Editor's note: This story has been updated with an additional response from state Rep. Charlie Geren.
Members of the Texas House approved a new sexual harassment policy Friday with significant changes, including language strengthening protections against retaliation and specific steps for reporting inappropriate behavior.
The revised policy, which was adopted during a Friday hearing of the House Administration Committee, offers more details on the actions that could constitute sexual harassment and describes various ways victims can get help, particularly how they may pursue an internal complaint.
It comes about two weeks after The Texas Tribune detailed flaws in the former policy, which often left victims to fend for themselves. The Daily Beast had previously detailed accounts of sexual assault in the Legislature.
Following the news reports, several Texas lawmakers called for reviews of sexual harassment policies at the Capitol. State Rep. Donna Howard was among a group of female lawmakers in the House who had a conference call with House officials to discuss changes to the policy.
"One of the things the women were particularly concerned about is making sure this is a policy that shows the respect that this situation deserves,” Howard, D-Austin, said at Friday's hearing. “That it gives enough information that a person feels comfortable in knowing that if they do find themselves the subject of harassment, that they have a policy that gives them clear guidance and also gives them some certainty that there will be action taken.”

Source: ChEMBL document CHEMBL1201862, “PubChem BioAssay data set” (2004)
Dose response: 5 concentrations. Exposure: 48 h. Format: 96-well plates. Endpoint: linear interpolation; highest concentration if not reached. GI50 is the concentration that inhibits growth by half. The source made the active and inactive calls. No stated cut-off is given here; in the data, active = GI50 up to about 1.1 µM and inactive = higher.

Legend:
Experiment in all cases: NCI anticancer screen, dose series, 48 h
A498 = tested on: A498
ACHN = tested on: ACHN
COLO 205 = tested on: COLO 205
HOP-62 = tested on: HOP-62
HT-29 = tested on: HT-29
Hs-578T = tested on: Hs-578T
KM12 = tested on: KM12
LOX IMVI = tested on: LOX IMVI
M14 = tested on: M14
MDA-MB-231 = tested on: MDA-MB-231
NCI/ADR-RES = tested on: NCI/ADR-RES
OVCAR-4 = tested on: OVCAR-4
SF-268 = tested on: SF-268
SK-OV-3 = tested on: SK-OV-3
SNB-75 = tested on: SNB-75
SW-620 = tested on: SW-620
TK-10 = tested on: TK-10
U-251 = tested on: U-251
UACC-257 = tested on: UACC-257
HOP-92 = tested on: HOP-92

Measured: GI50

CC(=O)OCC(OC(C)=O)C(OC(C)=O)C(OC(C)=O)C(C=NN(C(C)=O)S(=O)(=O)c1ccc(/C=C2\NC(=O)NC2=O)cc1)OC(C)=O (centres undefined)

House Administration Chairman Charlie Geren, R-Fort Worth, said the new policy would require all House employees and staff to undergo anti-sexual harassment and anti-discrimination training by January 2018. The training can’t be required of individual lawmakers, some of whom were behind the worst behavior recounted to the Tribune. But Geren said House leaders would keep records of who attended the trainings — and that those records would be subject to public information laws.
Speaking with reporters after the hearing, Geren said that in his nine years as chairman of the committee he had received “a few” complaints of harassment.
Those investigations, Geren said, included addressing the complaint with the victims and the person accused of sexual harassment “to determine if there really was an issue" in hopes of resolving it “between those two people.”
Geren’s comments contrast with what he told the Tribune in November, when he refused to discuss the process for handling complaints because he said he had not received any. A request under public information laws for complaints made since 2011 turned up no records.
“There’s nothing to talk about because we don’t have any,” Geren told the Tribune last month. “I don’t deal in ifs. When there’s one I’ll handle it. And that’s it.”
In a phone call, Geren clarified that at Friday's news conference he had been referring to complaints made through an informal process.
“Nothing's been in writing, that’s typical in these cases. Women choose to remain anonymous,” he said. “They’ve come forward and gone through the details with me, and I’ve investigated it and we’ve resolved it."